The Shia militias’ moment
Sectarian chaos fomented by the Islamic State group is giving Iranian-backed Shia militias the chance to rise in Iraq, writes Salah Nasrawi
When Iraqi Prime Minister Haider Al-Abadi met members of the Iraqi community in Berlin during a visit to Germany earlier this month, he stunned many in the audience who raised concerns about the growing role of Iranian-backed Shia militias in Iraq and reports of widespread abuses committed by their members.
“They have always been there and they will stay there even after the end of the presence of Da’esh in Iraq,” Al-Abadi told the small crowd at the Iraqi Embassy in Berlin, using the Arabic acronym for the Islamic State (IS) terror group.
The remarks were in sharp contrast to the government’s claim that Shia paramilitary groups fighting IS militants are operating under the umbrella of the security forces. They also contradict earlier statements by Al-Abadi that his government has zero tolerance for armed groups operating outside its control.
Some eight months after the beginning of the IS onslaught and its declaration of a Sunni caliphate, Iraqi Shia militias are struggling not only to beat back the radical Sunni militant group but also to make their mark on Iraq’s politics, and maybe even define the country’s future.
The Shia militias surfaced during the sectarian flare-up that followed the 2003 US-led invasion of Iraq. They were reinvigorated after IS took over swathes of northwestern, Sunni-dominated, Iraq and threatened Baghdad and Shia-populated provinces in the south.
The international media and human rights groups have criticised these militias for alleged abuses, including kidnappings, forcing residents to leave their homes, assassinations and even executions in Sunni areas.
But little attention has been paid to the wider political implications of the rise of the Shia militias and how, in cooperation with their Iranian backers, they are changing the political landscape in Iraq and probably beyond.
The new forces started to emerge a few days after a senior Shia cleric, Grand Ayatollah Ali Sistani, issued a call to arms. After the fall of the northern city of Mosul in June last year, Sistani urged all able-bodied Shia men to join the security forces and stop the IS advance.
Tens of thousands of Shias who showed up at recruiting centres to sign up for the Iraqi security forces ended up joining the militias, some of which were established after IS expanded its reach to control large chunks of the country.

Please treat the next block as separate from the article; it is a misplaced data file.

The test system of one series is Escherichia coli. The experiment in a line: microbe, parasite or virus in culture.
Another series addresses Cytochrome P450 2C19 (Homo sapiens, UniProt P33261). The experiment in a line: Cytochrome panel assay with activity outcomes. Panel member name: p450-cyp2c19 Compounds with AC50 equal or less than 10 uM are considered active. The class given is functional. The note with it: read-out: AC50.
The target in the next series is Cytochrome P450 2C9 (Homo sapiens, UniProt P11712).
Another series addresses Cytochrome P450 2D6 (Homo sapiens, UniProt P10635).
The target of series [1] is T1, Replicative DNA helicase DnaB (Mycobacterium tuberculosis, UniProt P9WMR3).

What was thought at first to be a short-term backup for the Iraqi military has now evolved into a new model for the Shia paramilitaries. It is called the Popular Mobilisation Force (PMF) and operates outside the control of Iraqi security forces.
Though it remains largely decentralised, the PMF has been effective in driving back IS jihadists along an extensive battlefront, at a time when Iraqi security forces routed in the IS blitz in Mosul still need rebuilding.
This has allowed the Shia militias to take centre stage not only in the war against IS but also in shaping national politics, which since the fall of the Sunni-dominated Saddam Hussein regime in 2003 has been based on a shaky system that attempts to maintain a balance between feuding communities.
But the risk posed by the Shia militias is daunting. Rather than helping to restore peace and stability and re-unite Iraq, their abuses and rising role in politics could further deepen the nation’s ethno-sectarian divisions.
One of the main challenges for the badly needed national reconciliation is the need to reassure Iraq’s Sunnis that the government will be able to reverse the sectarian and divisive policies of the former government of ex-prime minister Nuri Al-Maliki and create a more inclusive political system.
Atrocities attributed to members of the Shia militias are threatening to alienate Sunnis, whose support is vital in the fight against IS. Unless the government reins in the Shia militias it will be impossible to convince the Sunni community to turn against the militants.
Most Sunni tribes distrust the Shia militias and have rejected the participation of the PMF in operations to drive back IS from Anbar and Mosul that could begin in a few months.